Bushcraft equipment for beginners - 5 pieces of gear every novice needs for bushcraft

5 pieces of equipment that every bushcrafter needs Find beginner gear for bushcraft that doesn't cost much and is high quality.

from Martin Gebhardt | Gear | reading time 9 Min
Updated on 21 February 2024 34.232 views 97% found this guide helpful
Bushcraft equipment for beginners - 5 pieces of gear every novice needs for bushcraft

Martin Gebhardt

From Martin Gebhardt. Check out my “About me” page.


👉 The key facts from this guide

  • You need a knife for various tasks such as shaping sticks and branches, cutting small branches, cooking your meals, and making various wood notches.
  • A saw is useful for quickly removing and cutting branches from the trunk.
  • A firestarter is essential for cooking and igniting fire.
  • Rope, cord, and string are important for connecting, hanging, or reinforcing various things.
  • A pot or container is necessary for cooking, carrying liquids or embers, and making charred tinder.

I recently received an email and this is what it said:

Subject: Bushcraft Beginner's Equipment

What equipment do I actually need to get started with Bushcraft?

Philipp from Munich

I then spoke with Philipp and soon realized that Philipp is really keen on Bushcraft. Fantastic, Philipp is just discovering Bushcraft and is now looking for the right equipment.

We wrote back and forth several times. After three days, Philipp had a short list in front of him, with specific items and a price below them.

I have now further improved, revised, and structured these recommendations. You benefit from them now and don't have to wait three days. ;-)

Find out in my guide what you REALLY need as a beginner in terms of Bushcraft equipment.

Who is this article for?

Here you are, maybe you've only recently discovered the world of Bushcraft. You've read articles, watched videos, and heard stories.

Experiences of people who work, learn, and (survive) in nature. You've surely noticed the equipment those people carry. And have you stumbled over the often high prices, haven't you?

Therefore, a beginner’s Bushcraft equipment should not be expensive.

The focus is not on expensive equipment, but on learning and developing your skills.

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And since you're just starting out or planning to start, you must be wondering:

  • Which pieces of equipment make sense?
  • Which items have proven themselves?
  • How much does it all cost?

The list is especially useful for beginners starting with Bushcraft. At first, it's difficult to know whether Bushcraft will become a hobby for oneself.

At the end of the guide, you'll know what you need and what exact tools and utilities I recommend. This sets you up for adventure and you'll be well-prepared.

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The Video: Bushcraft Beginner's Equipment

Watch my video and get to know all 5 equipment items that every Bushcraft beginner needs.

1. A Knife as Equipment

I think we can agree on this quickly. A knife is part of the standard equipment.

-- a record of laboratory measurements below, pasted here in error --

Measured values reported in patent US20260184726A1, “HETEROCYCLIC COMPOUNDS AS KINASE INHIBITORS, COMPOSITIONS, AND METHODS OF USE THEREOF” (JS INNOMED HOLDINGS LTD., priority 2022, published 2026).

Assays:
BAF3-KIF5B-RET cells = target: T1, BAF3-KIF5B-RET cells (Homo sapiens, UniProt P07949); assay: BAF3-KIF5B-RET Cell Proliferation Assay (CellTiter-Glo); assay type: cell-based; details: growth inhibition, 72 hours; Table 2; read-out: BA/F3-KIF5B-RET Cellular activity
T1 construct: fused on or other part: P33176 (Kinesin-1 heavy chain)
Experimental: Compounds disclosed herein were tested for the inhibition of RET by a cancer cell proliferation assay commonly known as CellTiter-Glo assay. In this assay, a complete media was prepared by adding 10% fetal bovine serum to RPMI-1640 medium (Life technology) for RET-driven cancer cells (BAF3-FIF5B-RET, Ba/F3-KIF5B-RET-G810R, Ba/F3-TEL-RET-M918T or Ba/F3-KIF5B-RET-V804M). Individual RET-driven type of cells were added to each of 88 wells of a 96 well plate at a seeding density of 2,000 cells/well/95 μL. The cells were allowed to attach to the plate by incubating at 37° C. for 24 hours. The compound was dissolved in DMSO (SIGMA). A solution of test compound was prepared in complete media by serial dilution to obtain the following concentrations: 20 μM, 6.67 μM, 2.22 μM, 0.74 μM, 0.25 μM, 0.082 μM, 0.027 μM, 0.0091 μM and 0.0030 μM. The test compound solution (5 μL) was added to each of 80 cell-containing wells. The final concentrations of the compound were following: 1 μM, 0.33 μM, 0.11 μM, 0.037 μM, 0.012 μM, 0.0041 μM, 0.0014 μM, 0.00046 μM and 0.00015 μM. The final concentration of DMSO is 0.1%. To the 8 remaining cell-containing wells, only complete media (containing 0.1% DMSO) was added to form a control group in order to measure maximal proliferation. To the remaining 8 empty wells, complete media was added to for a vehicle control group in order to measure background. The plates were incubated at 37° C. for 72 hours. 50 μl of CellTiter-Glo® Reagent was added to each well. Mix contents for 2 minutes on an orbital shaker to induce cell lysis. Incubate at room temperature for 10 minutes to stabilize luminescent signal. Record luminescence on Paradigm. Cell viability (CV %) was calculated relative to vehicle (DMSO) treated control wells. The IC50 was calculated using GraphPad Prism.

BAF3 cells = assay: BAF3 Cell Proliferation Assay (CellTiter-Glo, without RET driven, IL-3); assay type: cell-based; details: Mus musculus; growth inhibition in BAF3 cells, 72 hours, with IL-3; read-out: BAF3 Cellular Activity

With a Bushcraft knife:

  • you work on sticks and branches
  • you cut through small branches
  • you cook your meals
  • you process tinder and kindling
  • you make various wood notches

You also prepare firewood by Batoning (splitting branches with a knife; how to do this, learn here) or you cut ropes.

A knife can be used in various ways. Once you start crafting, you realize how vital your knife is.

A cheap, sharp, and stable knife is always a part of your backpack
A cheap, sharp, and stable knife is always a part of your backpack

From my experience, Bushcraft beginners would rather not spend a lot of money at first. Or you're not sure if Bushcrafting will be your next hobby and want to start slowly. I understand that completely, I would proceed in the same way.

Therefore, I now recommend 3 inexpensive, good, and sturdy knives.

Especially the Mora Companion, which costs less than 15 €. High-quality for the price and incredibly popular in the Bushcraft scene. Check the reviews and you'll see what I mean.

Frosts of Sweden Men's Mora Clipper, Green
4,5 (8517)

Daten aktualisiert vor 12 Stunden

Frosts of Sweden Men's Mora Clipper, Green

  • Klingenstärke 2.1mm
  • Klingenlänge 104mm
  • Gesamtlänge 219mm

14,90 €

View Product

Or the outdoor knife by Hultafors. Hultafors makes great axes and knives. A company with high standards for its tools. Bushcrafters especially like the axes, but they are pricey.

Hultafors Grobmesser GK, 380020, mit bewusst grober (weniger scharfer) Karbonstahlklinge
4,6 (573)

Daten aktualisiert vor 12 Stunden

Hultafors Grobmesser GK, 380020, mit bewusst grober (weniger scharfer) Karbonstahlklinge

  • Bewusst von Fabrik aus weniger scharf geschliffen als die anderen Messer von Hultafors: perfekt fürs Grobe
  • Karbonstahlklinge: kann bei Bedarf leicht rasiermesserscharf nachgeschliffen werden
  • Extra robuste Klinge: 3mm - Perfekt für die groben Aufgaben
  • Schwedisches Design von Hultafors
  • Griff und Scheide aus besonders schlagfestem PP-Kunststoff

14,18 €

View Product

Or take the Fiskars Universal Knife. Fiskars produces solid tools, nothing to complain about there.


I could now tell you a lot more about blades, edges, grips, or stainless steel. But that's not the purpose of the article. I think, you want to start quickly and try out the techniques that I present here on my website (e.g., carving notches or practicing knife skills).

So: Buy a knife that has a good price-performance ratio. And the three knives presented here offer that.

Perfect about these three knives is that they are fixed-blade knives and the blade is not longer than 12 centimeters. With that, you get the most power out of the knives and won't have any legal issues. In most cases, you are NOT allowed to carry a blade over 12 cm publicly. Read also my guide to knife law in Germany.

As you can see, I do not recommend a pocket knife or folding knife ("Folder"). Although there are models that lock, fixed-blade knives are my first choice for robust, stable, and safe knives.